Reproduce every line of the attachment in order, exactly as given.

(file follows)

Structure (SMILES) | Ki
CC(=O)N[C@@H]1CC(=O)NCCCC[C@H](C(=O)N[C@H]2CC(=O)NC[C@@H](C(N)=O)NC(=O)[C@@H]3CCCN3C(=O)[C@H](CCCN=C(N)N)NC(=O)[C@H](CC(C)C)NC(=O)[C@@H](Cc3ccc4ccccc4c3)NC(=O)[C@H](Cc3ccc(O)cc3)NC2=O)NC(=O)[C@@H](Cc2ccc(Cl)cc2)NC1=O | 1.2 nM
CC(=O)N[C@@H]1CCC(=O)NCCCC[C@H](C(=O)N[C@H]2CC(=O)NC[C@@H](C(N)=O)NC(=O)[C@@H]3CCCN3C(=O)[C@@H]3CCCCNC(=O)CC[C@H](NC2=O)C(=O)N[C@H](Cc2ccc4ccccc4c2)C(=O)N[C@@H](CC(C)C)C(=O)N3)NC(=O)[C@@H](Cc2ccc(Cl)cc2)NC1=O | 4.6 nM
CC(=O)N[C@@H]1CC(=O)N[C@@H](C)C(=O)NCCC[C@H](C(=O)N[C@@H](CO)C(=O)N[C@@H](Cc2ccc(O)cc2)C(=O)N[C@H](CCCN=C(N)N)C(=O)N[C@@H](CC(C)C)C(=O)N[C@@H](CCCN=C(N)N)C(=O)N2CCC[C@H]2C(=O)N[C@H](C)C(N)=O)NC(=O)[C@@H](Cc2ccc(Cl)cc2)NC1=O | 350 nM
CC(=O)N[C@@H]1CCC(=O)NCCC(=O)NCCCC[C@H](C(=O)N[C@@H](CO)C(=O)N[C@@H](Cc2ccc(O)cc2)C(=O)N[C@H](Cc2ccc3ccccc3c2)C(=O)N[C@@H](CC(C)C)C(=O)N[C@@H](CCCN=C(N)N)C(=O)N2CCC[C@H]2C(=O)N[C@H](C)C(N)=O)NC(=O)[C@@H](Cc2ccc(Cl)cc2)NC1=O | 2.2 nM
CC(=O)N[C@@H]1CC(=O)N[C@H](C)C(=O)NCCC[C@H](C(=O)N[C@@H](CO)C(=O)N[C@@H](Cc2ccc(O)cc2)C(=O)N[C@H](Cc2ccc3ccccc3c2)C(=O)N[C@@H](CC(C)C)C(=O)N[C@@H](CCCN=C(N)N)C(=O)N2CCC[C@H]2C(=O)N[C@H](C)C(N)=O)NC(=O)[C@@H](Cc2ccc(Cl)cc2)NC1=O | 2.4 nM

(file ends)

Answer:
Structure (SMILES) | Ki
CC(=O)N[C@@H]1CC(=O)NCCCC[C@H](C(=O)N[C@H]2CC(=O)NC[C@@H](C(N)=O)NC(=O)[C@@H]3CCCN3C(=O)[C@H](CCCN=C(N)N)NC(=O)[C@H](CC(C)C)NC(=O)[C@@H](Cc3ccc4ccccc4c3)NC(=O)[C@H](Cc3ccc(O)cc3)NC2=O)NC(=O)[C@@H](Cc2ccc(Cl)cc2)NC1=O | 1.2 nM
CC(=O)N[C@@H]1CCC(=O)NCCCC[C@H](C(=O)N[C@H]2CC(=O)NC[C@@H](C(N)=O)NC(=O)[C@@H]3CCCN3C(=O)[C@@H]3CCCCNC(=O)CC[C@H](NC2=O)C(=O)N[C@H](Cc2ccc4ccccc4c2)C(=O)N[C@@H](CC(C)C)C(=O)N3)NC(=O)[C@@H](Cc2ccc(Cl)cc2)NC1=O | 4.6 nM
CC(=O)N[C@@H]1CC(=O)N[C@@H](C)C(=O)NCCC[C@H](C(=O)N[C@@H](CO)C(=O)N[C@@H](Cc2ccc(O)cc2)C(=O)N[C@H](CCCN=C(N)N)C(=O)N[C@@H](CC(C)C)C(=O)N[C@@H](CCCN=C(N)N)C(=O)N2CCC[C@H]2C(=O)N[C@H](C)C(N)=O)NC(=O)[C@@H](Cc2ccc(Cl)cc2)NC1=O | 350 nM
CC(=O)N[C@@H]1CCC(=O)NCCC(=O)NCCCC[C@H](C(=O)N[C@@H](CO)C(=O)N[C@@H](Cc2ccc(O)cc2)C(=O)N[C@H](Cc2ccc3ccccc3c2)C(=O)N[C@@H](CC(C)C)C(=O)N[C@@H](CCCN=C(N)N)C(=O)N2CCC[C@H]2C(=O)N[C@H](C)C(N)=O)NC(=O)[C@@H](Cc2ccc(Cl)cc2)NC1=O | 2.2 nM
CC(=O)N[C@@H]1CC(=O)N[C@H](C)C(=O)NCCC[C@H](C(=O)N[C@@H](CO)C(=O)N[C@@H](Cc2ccc(O)cc2)C(=O)N[C@H](Cc2ccc3ccccc3c2)C(=O)N[C@@H](CC(C)C)C(=O)N[C@@H](CCCN=C(N)N)C(=O)N2CCC[C@H]2C(=O)N[C@H](C)C(N)=O)NC(=O)[C@@H](Cc2ccc(Cl)cc2)NC1=O | 2.4 nM